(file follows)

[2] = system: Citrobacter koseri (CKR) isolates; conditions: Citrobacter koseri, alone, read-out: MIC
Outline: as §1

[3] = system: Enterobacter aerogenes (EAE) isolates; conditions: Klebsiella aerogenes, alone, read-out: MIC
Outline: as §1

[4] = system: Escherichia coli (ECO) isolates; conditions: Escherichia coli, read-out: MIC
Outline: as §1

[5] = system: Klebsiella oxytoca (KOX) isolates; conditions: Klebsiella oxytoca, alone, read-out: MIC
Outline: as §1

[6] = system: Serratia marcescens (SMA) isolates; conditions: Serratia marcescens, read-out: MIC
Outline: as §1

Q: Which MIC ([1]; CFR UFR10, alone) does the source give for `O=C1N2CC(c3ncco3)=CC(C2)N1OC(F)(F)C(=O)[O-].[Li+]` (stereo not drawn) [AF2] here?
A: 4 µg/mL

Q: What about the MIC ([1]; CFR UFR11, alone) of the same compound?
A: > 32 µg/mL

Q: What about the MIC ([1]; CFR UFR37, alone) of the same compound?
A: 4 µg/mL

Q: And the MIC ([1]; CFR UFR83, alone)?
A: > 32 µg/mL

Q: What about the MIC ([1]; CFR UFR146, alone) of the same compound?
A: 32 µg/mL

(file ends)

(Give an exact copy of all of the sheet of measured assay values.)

[2] = system: Citrobacter koseri (CKR) isolates; conditions: Citrobacter koseri, alone, read-out: MIC
Outline: as §1

[3] = system: Enterobacter aerogenes (EAE) isolates; conditions: Klebsiella aerogenes, alone, read-out: MIC
Outline: as §1

[4] = system: Escherichia coli (ECO) isolates; conditions: Escherichia coli, read-out: MIC
Outline: as §1

[5] = system: Klebsiella oxytoca (KOX) isolates; conditions: Klebsiella oxytoca, alone, read-out: MIC
Outline: as §1

[6] = system: Serratia marcescens (SMA) isolates; conditions: Serratia marcescens, read-out: MIC
Outline: as §1

Q: Which MIC ([1]; CFR UFR10, alone) does the source give for `O=C1N2CC(c3ncco3)=CC(C2)N1OC(F)(F)C(=O)[O-].[Li+]` (stereo not drawn) [AF2] here?
A: 4 µg/mL

Q: What about the MIC ([1]; CFR UFR11, alone) of the same compound?
A: > 32 µg/mL

Q: What about the MIC ([1]; CFR UFR37, alone) of the same compound?
A: 4 µg/mL

Q: And the MIC ([1]; CFR UFR83, alone)?
A: > 32 µg/mL

Q: What about the MIC ([1]; CFR UFR146, alone) of the same compound?
A: 32 µg/mL